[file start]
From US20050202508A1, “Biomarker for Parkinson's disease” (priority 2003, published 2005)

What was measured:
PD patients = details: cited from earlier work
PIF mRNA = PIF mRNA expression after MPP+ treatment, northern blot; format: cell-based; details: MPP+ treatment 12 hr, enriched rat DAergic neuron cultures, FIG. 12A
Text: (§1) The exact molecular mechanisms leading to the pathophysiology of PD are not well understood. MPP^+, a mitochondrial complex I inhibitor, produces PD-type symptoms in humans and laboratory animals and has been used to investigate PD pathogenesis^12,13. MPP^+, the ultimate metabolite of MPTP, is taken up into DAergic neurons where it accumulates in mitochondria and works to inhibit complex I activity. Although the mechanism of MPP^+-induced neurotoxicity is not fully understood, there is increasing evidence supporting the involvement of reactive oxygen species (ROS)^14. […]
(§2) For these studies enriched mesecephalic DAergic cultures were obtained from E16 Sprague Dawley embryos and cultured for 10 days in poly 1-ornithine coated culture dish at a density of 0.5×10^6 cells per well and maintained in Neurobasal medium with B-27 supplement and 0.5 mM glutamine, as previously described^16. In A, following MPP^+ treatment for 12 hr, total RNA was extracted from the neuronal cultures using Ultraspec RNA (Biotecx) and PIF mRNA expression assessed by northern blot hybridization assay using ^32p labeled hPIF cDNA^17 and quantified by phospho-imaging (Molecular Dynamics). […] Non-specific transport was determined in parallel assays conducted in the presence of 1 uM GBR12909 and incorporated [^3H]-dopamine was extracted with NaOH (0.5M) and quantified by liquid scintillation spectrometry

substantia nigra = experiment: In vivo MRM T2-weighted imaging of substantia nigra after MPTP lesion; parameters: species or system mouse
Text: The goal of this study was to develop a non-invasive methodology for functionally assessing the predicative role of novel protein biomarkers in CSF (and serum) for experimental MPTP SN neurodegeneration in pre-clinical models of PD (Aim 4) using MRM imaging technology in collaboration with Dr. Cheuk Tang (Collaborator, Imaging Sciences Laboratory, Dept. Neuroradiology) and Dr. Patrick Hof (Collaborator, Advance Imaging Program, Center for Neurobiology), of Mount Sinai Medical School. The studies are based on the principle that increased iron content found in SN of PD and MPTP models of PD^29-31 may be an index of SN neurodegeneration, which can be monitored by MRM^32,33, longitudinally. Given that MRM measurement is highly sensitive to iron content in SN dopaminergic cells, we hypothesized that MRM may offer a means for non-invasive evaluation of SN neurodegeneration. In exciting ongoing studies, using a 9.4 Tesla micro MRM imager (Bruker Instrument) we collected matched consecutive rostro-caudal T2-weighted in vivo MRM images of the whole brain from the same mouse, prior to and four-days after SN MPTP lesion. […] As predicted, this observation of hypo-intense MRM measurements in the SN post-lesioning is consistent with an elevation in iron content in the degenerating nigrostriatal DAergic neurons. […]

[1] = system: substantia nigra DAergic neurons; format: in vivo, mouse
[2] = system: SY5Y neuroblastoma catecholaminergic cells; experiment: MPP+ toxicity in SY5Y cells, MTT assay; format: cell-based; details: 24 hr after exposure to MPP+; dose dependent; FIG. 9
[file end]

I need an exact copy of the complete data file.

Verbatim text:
From US20050202508A1, “Biomarker for Parkinson's disease” (priority 2003, published 2005)

What was measured:
PD patients = details: cited from earlier work
PIF mRNA = PIF mRNA expression after MPP+ treatment, northern blot; format: cell-based; details: MPP+ treatment 12 hr, enriched rat DAergic neuron cultures, FIG. 12A
Text: (§1) The exact molecular mechanisms leading to the pathophysiology of PD are not well understood. MPP^+, a mitochondrial complex I inhibitor, produces PD-type symptoms in humans and laboratory animals and has been used to investigate PD pathogenesis^12,13. MPP^+, the ultimate metabolite of MPTP, is taken up into DAergic neurons where it accumulates in mitochondria and works to inhibit complex I activity. Although the mechanism of MPP^+-induced neurotoxicity is not fully understood, there is increasing evidence supporting the involvement of reactive oxygen species (ROS)^14. […]
(§2) For these studies enriched mesecephalic DAergic cultures were obtained from E16 Sprague Dawley embryos and cultured for 10 days in poly 1-ornithine coated culture dish at a density of 0.5×10^6 cells per well and maintained in Neurobasal medium with B-27 supplement and 0.5 mM glutamine, as previously described^16. In A, following MPP^+ treatment for 12 hr, total RNA was extracted from the neuronal cultures using Ultraspec RNA (Biotecx) and PIF mRNA expression assessed by northern blot hybridization assay using ^32p labeled hPIF cDNA^17 and quantified by phospho-imaging (Molecular Dynamics). […] Non-specific transport was determined in parallel assays conducted in the presence of 1 uM GBR12909 and incorporated [^3H]-dopamine was extracted with NaOH (0.5M) and quantified by liquid scintillation spectrometry

substantia nigra = experiment: In vivo MRM T2-weighted imaging of substantia nigra after MPTP lesion; parameters: species or system mouse
Text: The goal of this study was to develop a non-invasive methodology for functionally assessing the predicative role of novel protein biomarkers in CSF (and serum) for experimental MPTP SN neurodegeneration in pre-clinical models of PD (Aim 4) using MRM imaging technology in collaboration with Dr. Cheuk Tang (Collaborator, Imaging Sciences Laboratory, Dept. Neuroradiology) and Dr. Patrick Hof (Collaborator, Advance Imaging Program, Center for Neurobiology), of Mount Sinai Medical School. The studies are based on the principle that increased iron content found in SN of PD and MPTP models of PD^29-31 may be an index of SN neurodegeneration, which can be monitored by MRM^32,33, longitudinally. Given that MRM measurement is highly sensitive to iron content in SN dopaminergic cells, we hypothesized that MRM may offer a means for non-invasive evaluation of SN neurodegeneration. In exciting ongoing studies, using a 9.4 Tesla micro MRM imager (Bruker Instrument) we collected matched consecutive rostro-caudal T2-weighted in vivo MRM images of the whole brain from the same mouse, prior to and four-days after SN MPTP lesion. […] As predicted, this observation of hypo-intense MRM measurements in the SN post-lesioning is consistent with an elevation in iron content in the degenerating nigrostriatal DAergic neurons. […]

[1] = system: substantia nigra DAergic neurons; format: in vivo, mouse
[2] = system: SY5Y neuroblastoma catecholaminergic cells; experiment: MPP+ toxicity in SY5Y cells, MTT assay; format: cell-based; details: 24 hr after exposure to MPP+; dose dependent; FIG. 9